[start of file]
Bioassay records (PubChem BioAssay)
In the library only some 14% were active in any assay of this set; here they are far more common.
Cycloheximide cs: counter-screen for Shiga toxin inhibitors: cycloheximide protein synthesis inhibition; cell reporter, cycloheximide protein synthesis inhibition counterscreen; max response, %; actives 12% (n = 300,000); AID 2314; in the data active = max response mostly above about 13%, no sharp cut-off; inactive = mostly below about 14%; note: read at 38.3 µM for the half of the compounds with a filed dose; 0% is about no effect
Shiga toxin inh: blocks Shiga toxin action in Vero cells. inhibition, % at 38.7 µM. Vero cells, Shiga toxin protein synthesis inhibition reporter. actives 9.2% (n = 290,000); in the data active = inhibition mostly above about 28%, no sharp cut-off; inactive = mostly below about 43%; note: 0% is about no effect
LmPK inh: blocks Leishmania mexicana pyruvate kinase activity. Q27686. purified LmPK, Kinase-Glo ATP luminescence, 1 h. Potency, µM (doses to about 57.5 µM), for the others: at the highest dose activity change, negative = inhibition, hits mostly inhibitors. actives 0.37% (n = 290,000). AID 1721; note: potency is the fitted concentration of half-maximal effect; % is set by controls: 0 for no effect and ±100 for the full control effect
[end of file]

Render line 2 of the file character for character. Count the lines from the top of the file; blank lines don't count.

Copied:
In the library only some 14% were active in any assay of this set; here they are far more common.